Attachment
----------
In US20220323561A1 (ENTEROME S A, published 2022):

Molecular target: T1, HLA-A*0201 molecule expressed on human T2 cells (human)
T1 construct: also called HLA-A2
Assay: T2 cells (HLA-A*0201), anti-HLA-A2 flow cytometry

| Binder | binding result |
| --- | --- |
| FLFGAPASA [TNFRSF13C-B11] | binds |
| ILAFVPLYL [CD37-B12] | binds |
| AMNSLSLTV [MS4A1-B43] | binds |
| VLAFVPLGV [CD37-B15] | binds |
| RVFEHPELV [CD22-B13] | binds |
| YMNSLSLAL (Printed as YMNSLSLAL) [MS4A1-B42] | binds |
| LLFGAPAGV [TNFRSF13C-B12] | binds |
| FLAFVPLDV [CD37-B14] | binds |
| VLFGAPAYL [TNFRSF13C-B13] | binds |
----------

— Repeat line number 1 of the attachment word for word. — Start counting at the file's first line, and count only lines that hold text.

In US20220323561A1 (ENTEROME S A, published 2022):